Today, as the two of us pulled into a parking spot right next to the door, I turned off the car and turned to Liam and said, "Let's pray." I think it was my friend Kirra who first led me to the idea of praying for such a small-big life event as a grocery store trip, and I finally tried it. Liam clasped his hands and stared at me as I prayed aloud for an obedient heart for him, patience for me, and a peaceful experience. He echoed my "amen" and we headed into the store.
Initially, he wasn't a fan of being strapped into the cart and he pushed hard against me. But once I opened a package of cookies and handed him one, he calmed down pretty quickly. Crisis 1 averted. I waited for the cookie to be gobbled up and Liam to revert to his normal grocery store behavior. But as we pushed through the aisles and grabbed the few things on our list, he was an absolute dream. He tilted his head to one side and said, "Hi!" with a huge smile and a wave to every passing customer. He offered a "Tank you!" for scratch-and-sniff stickers that an employee gave him. And at checkout, he sat quietly in the cart and smiled at the cashier.
I left the store in disbelief. It was like someone had replaced my boy's heart with a softer, more obedient version that I'd never once seen in a grocery store before. I told him, "Mommy is so thankful for your good behavior. You did such a great job!" to which he replied, "Biam bay!" (Liam obeyed.)
I'm one who is skeptical when people pray for parking spaces. Aren't there bigger fish to fry? Isn't God busy with more life-altering issues like Christians being massacred in Syria, like cancer, like terrorism and hunger?
But the truth is, God desires to be included in the littlest and the biggest parts of my life. He encourages my dependence on him and isn't troubled when I approach him with the little things - even trips to the grocery store. If I believe that he doesn't want to be bothered, I show that I don't really know him. And, clearly, I don't understand how wide and long and high and deep is his love for me.
I read through the first couple chapters of Hebrews this morning, and Hebrews 2:14-18 struck me:
"Since the children have flesh and blood, he too shared in their humanity so that by his death he might break the power of him who holds the power of death - that is, the devil - and free those who all their lives were held in slavery by their fear of death. For surely it is not angels he helps, but Abraham's descendants. For this reason he had to be made like them, fully human in every way, in order that he might become a merciful and faithful high priest in service to God, and that he might make atonement for the sins of the people. Because he himself suffered when he was tempted, he is able to help those who are being tempted." (Emphases mine.)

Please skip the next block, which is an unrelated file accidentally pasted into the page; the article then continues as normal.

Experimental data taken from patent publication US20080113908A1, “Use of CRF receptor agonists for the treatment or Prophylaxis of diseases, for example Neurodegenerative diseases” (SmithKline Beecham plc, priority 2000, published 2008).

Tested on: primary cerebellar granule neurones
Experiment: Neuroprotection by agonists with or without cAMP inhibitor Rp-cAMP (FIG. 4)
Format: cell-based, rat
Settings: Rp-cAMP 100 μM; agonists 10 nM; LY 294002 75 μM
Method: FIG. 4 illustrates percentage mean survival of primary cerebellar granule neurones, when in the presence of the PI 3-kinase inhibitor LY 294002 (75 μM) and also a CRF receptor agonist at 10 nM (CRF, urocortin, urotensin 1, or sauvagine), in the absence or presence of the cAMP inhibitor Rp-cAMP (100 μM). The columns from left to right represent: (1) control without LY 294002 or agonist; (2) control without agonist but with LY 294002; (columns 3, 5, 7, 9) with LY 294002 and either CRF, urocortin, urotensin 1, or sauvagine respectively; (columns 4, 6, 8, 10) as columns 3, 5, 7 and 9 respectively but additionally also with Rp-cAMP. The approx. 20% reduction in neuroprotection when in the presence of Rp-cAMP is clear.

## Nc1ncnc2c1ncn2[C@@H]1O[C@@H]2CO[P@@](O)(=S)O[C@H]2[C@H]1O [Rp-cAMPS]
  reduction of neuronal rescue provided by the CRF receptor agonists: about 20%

The humanity of Jesus in this passage is striking to me. I have a much easier time focusing on his God-ness than his human-ness. Though Jesus was completely sinless, he wasn't exempt from temptation, from frustration, from hurt and anger and pain. It's easy for me to forget that. To think that he can't possibly understand how exhausting life with a toddler can be. How thankless my job can often feel.
I love the translation from The Message of verses 16-18:
"It's obvious, of course, that he didn't go to all this trouble for angels. It was for people like us, children of Abraham. That's why he had to enter into every detail of human life. Then, when he came before God as high priest to get rid of the people's sins, he would have already experienced it all himself - all the pain, all the testing - and would be able to help where help was needed."
"All the pain, all the testing." He experienced it all, even if his circumstances looked a little different than a tantrum-throwing toddler in aisle 3. The frustration and humiliation I feel when that happens is something he experienced. Something he understands. Something that he can help me to endure.
But only when I let him. Only when I take the time and the focus to pray that he intervenes. I want to be the mother that publicly acknowledges his work in every little aspect of her life. I want my son and daughter to know that their mom is weak, but leans heavily on a sufficiently strong Jesus. Even at Trader Joe's.
|Photos taken at my parents' new home in Nashville this past weekend. This child fears nothing.|